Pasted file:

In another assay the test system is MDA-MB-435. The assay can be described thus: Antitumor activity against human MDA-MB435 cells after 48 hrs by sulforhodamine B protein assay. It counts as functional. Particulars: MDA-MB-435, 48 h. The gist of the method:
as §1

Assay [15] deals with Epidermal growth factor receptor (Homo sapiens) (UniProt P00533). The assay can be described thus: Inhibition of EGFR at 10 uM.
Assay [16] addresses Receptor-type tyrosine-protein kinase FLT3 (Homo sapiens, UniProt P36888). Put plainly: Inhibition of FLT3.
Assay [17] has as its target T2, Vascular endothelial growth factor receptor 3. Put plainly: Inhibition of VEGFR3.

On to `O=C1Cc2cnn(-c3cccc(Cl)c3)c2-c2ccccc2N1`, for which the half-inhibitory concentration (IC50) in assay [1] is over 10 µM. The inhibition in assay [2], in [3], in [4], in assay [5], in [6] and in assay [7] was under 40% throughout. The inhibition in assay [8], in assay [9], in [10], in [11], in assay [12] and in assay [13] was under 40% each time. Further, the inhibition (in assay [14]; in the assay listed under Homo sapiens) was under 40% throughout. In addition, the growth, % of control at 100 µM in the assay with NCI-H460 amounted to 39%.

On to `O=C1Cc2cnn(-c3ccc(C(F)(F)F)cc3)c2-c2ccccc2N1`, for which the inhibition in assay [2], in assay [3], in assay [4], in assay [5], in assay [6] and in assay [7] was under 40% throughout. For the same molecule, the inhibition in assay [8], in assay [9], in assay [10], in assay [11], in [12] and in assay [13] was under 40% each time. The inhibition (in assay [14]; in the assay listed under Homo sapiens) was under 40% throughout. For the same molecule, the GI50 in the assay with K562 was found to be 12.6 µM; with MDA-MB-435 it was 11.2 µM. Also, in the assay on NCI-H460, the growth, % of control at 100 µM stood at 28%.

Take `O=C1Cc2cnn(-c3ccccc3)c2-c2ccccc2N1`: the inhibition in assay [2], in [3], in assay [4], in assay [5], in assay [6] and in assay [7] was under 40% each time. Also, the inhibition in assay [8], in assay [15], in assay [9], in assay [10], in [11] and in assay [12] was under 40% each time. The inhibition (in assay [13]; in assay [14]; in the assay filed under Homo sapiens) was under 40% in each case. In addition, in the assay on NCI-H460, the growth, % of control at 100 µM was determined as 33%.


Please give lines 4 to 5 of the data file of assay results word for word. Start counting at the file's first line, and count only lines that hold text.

Assay [16] addresses Receptor-type tyrosine-protein kinase FLT3 (Homo sapiens, UniProt P36888). Put plainly: Inhibition of FLT3.
Assay [17] has as its target T2, Vascular endothelial growth factor receptor 3. Put plainly: Inhibition of VEGFR3.